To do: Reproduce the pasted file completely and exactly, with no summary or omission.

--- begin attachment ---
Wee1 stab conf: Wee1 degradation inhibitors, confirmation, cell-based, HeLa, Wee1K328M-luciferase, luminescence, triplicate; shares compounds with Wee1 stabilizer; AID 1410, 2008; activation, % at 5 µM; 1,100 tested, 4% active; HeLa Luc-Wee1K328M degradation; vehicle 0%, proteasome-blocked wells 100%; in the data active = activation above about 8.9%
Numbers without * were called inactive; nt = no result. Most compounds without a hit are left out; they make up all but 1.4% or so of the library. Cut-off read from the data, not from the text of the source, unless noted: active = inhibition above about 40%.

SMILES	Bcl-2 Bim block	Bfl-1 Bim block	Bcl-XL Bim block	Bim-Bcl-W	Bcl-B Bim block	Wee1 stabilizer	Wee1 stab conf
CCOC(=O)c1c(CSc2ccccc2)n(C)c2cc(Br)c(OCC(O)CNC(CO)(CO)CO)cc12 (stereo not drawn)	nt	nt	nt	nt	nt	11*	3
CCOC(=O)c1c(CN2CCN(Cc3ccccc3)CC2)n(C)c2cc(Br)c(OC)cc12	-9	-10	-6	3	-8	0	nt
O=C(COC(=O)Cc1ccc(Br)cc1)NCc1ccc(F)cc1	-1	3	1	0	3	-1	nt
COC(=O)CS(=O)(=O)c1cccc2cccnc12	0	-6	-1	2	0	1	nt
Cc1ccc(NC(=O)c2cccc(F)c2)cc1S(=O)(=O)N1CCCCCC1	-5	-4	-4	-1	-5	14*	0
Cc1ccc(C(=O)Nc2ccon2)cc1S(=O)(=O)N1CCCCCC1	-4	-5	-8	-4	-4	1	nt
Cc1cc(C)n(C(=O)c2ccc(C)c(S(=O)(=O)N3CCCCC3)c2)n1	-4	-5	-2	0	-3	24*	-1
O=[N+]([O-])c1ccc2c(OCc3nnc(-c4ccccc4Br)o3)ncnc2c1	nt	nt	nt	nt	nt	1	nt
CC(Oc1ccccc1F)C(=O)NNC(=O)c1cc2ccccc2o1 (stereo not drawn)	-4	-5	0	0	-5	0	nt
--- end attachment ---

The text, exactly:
Wee1 stab conf: Wee1 degradation inhibitors, confirmation, cell-based, HeLa, Wee1K328M-luciferase, luminescence, triplicate; shares compounds with Wee1 stabilizer; AID 1410, 2008; activation, % at 5 µM; 1,100 tested, 4% active; HeLa Luc-Wee1K328M degradation; vehicle 0%, proteasome-blocked wells 100%; in the data active = activation above about 8.9%
Numbers without * were called inactive; nt = no result. Most compounds without a hit are left out; they make up all but 1.4% or so of the library. Cut-off read from the data, not from the text of the source, unless noted: active = inhibition above about 40%.

SMILES	Bcl-2 Bim block	Bfl-1 Bim block	Bcl-XL Bim block	Bim-Bcl-W	Bcl-B Bim block	Wee1 stabilizer	Wee1 stab conf
CCOC(=O)c1c(CSc2ccccc2)n(C)c2cc(Br)c(OCC(O)CNC(CO)(CO)CO)cc12 (stereo not drawn)	nt	nt	nt	nt	nt	11*	3
CCOC(=O)c1c(CN2CCN(Cc3ccccc3)CC2)n(C)c2cc(Br)c(OC)cc12	-9	-10	-6	3	-8	0	nt
O=C(COC(=O)Cc1ccc(Br)cc1)NCc1ccc(F)cc1	-1	3	1	0	3	-1	nt
COC(=O)CS(=O)(=O)c1cccc2cccnc12	0	-6	-1	2	0	1	nt
Cc1ccc(NC(=O)c2cccc(F)c2)cc1S(=O)(=O)N1CCCCCC1	-5	-4	-4	-1	-5	14*	0
Cc1ccc(C(=O)Nc2ccon2)cc1S(=O)(=O)N1CCCCCC1	-4	-5	-8	-4	-4	1	nt
Cc1cc(C)n(C(=O)c2ccc(C)c(S(=O)(=O)N3CCCCC3)c2)n1	-4	-5	-2	0	-3	24*	-1
O=[N+]([O-])c1ccc2c(OCc3nnc(-c4ccccc4Br)o3)ncnc2c1	nt	nt	nt	nt	nt	1	nt
CC(Oc1ccccc1F)C(=O)NNC(=O)c1cc2ccccc2o1 (stereo not drawn)	-4	-5	0	0	-5	0	nt